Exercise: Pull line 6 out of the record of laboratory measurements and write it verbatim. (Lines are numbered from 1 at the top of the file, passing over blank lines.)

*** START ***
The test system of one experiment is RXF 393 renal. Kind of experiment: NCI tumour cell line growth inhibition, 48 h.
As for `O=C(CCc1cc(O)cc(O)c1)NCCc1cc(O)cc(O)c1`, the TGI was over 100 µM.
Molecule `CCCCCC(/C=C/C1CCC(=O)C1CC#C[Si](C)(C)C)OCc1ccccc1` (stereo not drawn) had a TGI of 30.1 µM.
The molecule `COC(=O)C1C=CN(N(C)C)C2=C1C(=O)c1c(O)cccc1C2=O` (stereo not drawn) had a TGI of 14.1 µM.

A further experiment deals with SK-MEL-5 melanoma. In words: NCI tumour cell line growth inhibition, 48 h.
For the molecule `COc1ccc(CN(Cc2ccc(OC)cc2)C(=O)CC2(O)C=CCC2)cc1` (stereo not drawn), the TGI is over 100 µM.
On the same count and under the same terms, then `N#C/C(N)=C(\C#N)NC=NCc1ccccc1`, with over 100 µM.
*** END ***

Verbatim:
For the molecule `COc1ccc(CN(Cc2ccc(OC)cc2)C(=O)CC2(O)C=CCC2)cc1` (stereo not drawn), the TGI is over 100 µM.